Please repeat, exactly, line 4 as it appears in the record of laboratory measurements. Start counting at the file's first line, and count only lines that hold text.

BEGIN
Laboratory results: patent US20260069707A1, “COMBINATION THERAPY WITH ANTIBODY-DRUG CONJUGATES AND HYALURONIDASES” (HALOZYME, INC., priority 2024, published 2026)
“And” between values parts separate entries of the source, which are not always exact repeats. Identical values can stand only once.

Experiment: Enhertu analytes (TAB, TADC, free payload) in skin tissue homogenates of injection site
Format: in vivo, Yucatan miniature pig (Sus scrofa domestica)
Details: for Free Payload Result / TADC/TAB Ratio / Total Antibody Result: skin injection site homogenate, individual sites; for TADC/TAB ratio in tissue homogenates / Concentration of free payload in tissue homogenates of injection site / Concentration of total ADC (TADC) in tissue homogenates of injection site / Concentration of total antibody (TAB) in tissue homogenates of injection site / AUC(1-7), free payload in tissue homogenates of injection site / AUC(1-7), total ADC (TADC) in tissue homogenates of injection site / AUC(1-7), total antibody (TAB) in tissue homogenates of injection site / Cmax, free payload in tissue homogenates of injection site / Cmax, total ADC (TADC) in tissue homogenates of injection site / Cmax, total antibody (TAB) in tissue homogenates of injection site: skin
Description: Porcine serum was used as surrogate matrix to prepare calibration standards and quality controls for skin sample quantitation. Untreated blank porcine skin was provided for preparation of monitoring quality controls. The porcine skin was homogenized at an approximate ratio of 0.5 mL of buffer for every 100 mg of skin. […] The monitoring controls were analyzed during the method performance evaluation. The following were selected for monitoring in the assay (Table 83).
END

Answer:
Format: in vivo, Yucatan miniature pig (Sus scrofa domestica)